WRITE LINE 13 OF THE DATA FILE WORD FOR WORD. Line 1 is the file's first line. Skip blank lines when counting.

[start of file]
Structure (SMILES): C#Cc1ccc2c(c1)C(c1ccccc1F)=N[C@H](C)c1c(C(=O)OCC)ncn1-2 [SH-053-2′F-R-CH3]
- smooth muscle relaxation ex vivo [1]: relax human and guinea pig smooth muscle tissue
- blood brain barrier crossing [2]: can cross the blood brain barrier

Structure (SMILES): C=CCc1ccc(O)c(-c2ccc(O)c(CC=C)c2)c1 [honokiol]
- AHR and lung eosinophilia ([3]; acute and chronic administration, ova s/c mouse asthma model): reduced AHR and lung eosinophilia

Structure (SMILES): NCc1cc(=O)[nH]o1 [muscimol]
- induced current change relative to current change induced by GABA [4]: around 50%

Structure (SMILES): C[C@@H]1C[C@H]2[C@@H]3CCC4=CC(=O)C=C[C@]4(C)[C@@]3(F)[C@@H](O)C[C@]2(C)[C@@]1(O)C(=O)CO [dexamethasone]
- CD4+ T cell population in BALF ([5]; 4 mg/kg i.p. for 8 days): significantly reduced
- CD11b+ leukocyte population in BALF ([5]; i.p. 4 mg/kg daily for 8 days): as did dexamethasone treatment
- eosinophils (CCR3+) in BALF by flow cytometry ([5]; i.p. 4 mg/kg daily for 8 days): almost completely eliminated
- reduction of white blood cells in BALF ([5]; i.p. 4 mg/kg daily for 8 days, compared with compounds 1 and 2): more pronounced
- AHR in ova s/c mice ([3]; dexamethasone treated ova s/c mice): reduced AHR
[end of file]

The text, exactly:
- AHR in ova s/c mice ([3]; dexamethasone treated ova s/c mice): reduced AHR